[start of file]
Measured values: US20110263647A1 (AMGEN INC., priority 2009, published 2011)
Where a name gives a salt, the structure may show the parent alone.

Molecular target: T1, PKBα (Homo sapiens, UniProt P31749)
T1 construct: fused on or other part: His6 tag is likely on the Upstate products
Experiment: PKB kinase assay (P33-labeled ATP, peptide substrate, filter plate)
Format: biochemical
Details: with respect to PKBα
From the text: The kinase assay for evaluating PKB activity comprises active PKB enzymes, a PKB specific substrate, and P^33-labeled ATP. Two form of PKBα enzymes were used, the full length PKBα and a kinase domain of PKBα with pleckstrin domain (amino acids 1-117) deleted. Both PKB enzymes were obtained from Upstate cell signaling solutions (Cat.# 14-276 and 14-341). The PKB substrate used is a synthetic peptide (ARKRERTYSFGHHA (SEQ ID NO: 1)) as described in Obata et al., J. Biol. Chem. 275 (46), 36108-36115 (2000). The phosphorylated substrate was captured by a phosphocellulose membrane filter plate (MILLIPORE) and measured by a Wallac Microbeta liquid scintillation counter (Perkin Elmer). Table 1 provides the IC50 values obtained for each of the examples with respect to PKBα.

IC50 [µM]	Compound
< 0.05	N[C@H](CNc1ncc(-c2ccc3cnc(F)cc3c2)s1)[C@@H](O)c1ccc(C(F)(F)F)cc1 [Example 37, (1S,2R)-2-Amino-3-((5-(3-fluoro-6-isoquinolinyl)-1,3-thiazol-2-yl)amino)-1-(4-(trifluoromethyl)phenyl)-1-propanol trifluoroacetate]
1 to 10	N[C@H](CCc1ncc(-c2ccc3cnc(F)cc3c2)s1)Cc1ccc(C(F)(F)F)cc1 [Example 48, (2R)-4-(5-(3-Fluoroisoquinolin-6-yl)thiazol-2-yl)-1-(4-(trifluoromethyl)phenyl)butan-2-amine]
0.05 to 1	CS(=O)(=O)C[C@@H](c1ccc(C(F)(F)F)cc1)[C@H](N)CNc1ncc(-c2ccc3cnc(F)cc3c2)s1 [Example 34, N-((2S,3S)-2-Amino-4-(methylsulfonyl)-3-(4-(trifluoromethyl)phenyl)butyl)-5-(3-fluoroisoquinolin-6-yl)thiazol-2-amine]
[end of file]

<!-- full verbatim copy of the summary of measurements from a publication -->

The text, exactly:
Measured values: US20110263647A1 (AMGEN INC., priority 2009, published 2011)
Where a name gives a salt, the structure may show the parent alone.

Molecular target: T1, PKBα (Homo sapiens, UniProt P31749)
T1 construct: fused on or other part: His6 tag is likely on the Upstate products
Experiment: PKB kinase assay (P33-labeled ATP, peptide substrate, filter plate)
Format: biochemical
Details: with respect to PKBα
From the text: The kinase assay for evaluating PKB activity comprises active PKB enzymes, a PKB specific substrate, and P^33-labeled ATP. Two form of PKBα enzymes were used, the full length PKBα and a kinase domain of PKBα with pleckstrin domain (amino acids 1-117) deleted. Both PKB enzymes were obtained from Upstate cell signaling solutions (Cat.# 14-276 and 14-341). The PKB substrate used is a synthetic peptide (ARKRERTYSFGHHA (SEQ ID NO: 1)) as described in Obata et al., J. Biol. Chem. 275 (46), 36108-36115 (2000). The phosphorylated substrate was captured by a phosphocellulose membrane filter plate (MILLIPORE) and measured by a Wallac Microbeta liquid scintillation counter (Perkin Elmer). Table 1 provides the IC50 values obtained for each of the examples with respect to PKBα.

IC50 [µM]	Compound
< 0.05	N[C@H](CNc1ncc(-c2ccc3cnc(F)cc3c2)s1)[C@@H](O)c1ccc(C(F)(F)F)cc1 [Example 37, (1S,2R)-2-Amino-3-((5-(3-fluoro-6-isoquinolinyl)-1,3-thiazol-2-yl)amino)-1-(4-(trifluoromethyl)phenyl)-1-propanol trifluoroacetate]
1 to 10	N[C@H](CCc1ncc(-c2ccc3cnc(F)cc3c2)s1)Cc1ccc(C(F)(F)F)cc1 [Example 48, (2R)-4-(5-(3-Fluoroisoquinolin-6-yl)thiazol-2-yl)-1-(4-(trifluoromethyl)phenyl)butan-2-amine]
0.05 to 1	CS(=O)(=O)C[C@@H](c1ccc(C(F)(F)F)cc1)[C@H](N)CNc1ncc(-c2ccc3cnc(F)cc3c2)s1 [Example 34, N-((2S,3S)-2-Amino-4-(methylsulfonyl)-3-(4-(trifluoromethyl)phenyl)butyl)-5-(3-fluoroisoquinolin-6-yl)thiazol-2-amine]